As (4) jobs disappear to nations where wages are so much lower than ours, (5) as our manufacturing base decreases, as (6) our agricultural interests reap more government financial support, as (7) more and more jobs in America become "service", i.e., low-pay Mac-jobs, and (8) as the most important segment of our economy, entrepreneurs and small retailers, are strangled with endless mandates, ordinary people who vote are asking themselves if this White House understands or cares about their problems.

If the economy, despite all the talk of its health and growth, isn't enough to still the fears of Americans, the nation's education system hits every home where children are passing through it. The Bush administration signed off on "Leave No Child Behind", a huge, socialist plan designed by arch-liberal, Sen. Teddy Kennedy, that is now being criticized for its one-size-fits-all mandate that requires the same tests for urban or rural schools, large or small. Neither school administrators, nor teachers, joined by a growing chorus of citizens saddled with huge property taxes, deem this program appropriate to the need to reform an educational system that fails to provide adequate instruction in even the most basic skills.

Worse yet, the Bush administration is now sponsoring a United Nations curriculum designed to deny the sovereignty of the United States, teaching a "citizen of the world" philosophy. In another social area, schools continue to ignore an "abstinence" message in favor of lessons in sexuality that grants equality to all forms of sex. The use of drugs like Ritalin to control children continues unabated. Schools are no longer safe zones and even the daily pledge of allegiance is disputed in the courts.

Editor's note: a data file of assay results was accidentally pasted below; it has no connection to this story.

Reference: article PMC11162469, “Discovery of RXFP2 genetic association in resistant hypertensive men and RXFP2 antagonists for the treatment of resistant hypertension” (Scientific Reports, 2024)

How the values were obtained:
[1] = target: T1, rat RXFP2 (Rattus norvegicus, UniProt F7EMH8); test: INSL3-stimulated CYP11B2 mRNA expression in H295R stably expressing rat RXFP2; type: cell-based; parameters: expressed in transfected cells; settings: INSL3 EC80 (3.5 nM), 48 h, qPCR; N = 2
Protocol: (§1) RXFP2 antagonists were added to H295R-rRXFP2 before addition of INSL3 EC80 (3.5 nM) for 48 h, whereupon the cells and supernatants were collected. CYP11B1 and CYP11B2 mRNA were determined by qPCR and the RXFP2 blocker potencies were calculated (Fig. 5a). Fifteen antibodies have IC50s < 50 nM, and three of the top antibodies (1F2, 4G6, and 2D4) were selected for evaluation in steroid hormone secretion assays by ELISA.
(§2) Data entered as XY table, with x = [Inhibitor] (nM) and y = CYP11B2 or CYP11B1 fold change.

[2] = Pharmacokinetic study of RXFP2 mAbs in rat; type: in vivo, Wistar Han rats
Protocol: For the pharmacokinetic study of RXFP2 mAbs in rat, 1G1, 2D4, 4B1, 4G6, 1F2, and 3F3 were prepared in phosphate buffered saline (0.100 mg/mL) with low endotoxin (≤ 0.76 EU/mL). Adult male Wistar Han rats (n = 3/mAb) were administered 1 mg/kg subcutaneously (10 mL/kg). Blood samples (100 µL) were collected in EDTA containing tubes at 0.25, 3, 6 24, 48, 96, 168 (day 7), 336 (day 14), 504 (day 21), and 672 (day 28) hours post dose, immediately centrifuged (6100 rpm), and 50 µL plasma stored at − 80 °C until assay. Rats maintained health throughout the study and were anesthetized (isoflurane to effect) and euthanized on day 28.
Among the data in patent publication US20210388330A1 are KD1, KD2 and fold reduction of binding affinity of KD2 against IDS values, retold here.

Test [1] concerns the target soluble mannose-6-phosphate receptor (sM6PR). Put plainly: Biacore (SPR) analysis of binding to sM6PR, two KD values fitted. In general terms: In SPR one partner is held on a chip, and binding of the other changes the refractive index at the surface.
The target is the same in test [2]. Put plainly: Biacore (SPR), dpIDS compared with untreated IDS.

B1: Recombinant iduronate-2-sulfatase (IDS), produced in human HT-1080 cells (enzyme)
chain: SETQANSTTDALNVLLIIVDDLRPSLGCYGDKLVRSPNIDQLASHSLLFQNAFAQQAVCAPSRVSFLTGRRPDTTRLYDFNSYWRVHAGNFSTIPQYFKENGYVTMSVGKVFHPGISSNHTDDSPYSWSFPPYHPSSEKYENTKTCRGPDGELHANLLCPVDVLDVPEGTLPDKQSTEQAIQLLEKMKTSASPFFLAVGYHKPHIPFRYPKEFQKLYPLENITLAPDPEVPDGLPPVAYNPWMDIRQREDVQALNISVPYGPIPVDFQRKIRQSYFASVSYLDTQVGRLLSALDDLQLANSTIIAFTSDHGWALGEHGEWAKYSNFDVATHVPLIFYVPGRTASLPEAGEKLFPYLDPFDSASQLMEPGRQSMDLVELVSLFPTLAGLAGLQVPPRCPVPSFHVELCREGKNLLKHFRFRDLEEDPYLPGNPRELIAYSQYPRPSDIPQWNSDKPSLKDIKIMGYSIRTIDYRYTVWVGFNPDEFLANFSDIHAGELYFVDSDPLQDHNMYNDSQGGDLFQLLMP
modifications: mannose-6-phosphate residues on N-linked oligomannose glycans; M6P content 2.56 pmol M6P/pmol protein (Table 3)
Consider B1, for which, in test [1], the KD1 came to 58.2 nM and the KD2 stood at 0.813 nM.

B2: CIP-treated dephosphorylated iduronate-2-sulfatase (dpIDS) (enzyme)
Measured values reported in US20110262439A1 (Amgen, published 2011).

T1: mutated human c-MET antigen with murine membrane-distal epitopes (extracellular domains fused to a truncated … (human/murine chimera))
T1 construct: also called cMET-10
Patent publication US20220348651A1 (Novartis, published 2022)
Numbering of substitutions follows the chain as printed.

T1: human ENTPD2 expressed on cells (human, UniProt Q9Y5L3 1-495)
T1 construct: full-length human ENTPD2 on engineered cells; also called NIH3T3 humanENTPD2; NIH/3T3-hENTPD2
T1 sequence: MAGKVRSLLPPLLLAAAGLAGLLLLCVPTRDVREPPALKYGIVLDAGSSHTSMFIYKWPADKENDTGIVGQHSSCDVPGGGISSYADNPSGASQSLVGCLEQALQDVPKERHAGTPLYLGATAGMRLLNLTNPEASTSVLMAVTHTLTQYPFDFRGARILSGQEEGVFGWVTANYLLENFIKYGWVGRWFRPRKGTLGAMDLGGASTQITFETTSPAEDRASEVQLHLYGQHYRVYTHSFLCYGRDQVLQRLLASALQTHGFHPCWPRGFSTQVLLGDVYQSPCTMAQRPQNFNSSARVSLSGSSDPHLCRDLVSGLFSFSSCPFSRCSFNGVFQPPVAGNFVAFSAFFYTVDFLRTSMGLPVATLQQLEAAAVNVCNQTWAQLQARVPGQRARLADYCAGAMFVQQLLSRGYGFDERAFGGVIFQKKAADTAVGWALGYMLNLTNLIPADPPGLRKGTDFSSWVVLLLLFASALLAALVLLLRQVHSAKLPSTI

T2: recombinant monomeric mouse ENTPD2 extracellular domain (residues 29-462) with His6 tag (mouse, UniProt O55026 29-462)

While most Americans grasp the need to fight the worldwide Islamist jihad threatening our nation and the West, concerns about nation-building in Afghanistan and Iraq will continue to worry them despite our evident successes in regime change in those nations.

In a nation that remains sharply divided, the Republican Party and the White House, however, have abandoned the very principles that drew people increasingly to its ranks. Half or more of all Americans no longer even bother to vote and, if disaffected Republicans and Independents stay home on Election Day in November, George W. Bush will become, as his father before him, a one-term President.

Are there differences between the Republican and Democrat Parties? Yes, but the line has been so blurred by the policies and actions of the White House, a rising tide of distress is being expressed from within the Party and may well be reflected in a new administration in January 2005, one that will win because too many are asking, "Is Bush listening? Is Bush a conservative?"

Tom DeWeese is the publisher/editor of The DeWeese Report and is president of the American Policy Center, a grassroots, activist think tank headquartered in Warrenton, VA. The Center maintains a website at www.americanpolicy.org. © Tom DeWeese 2004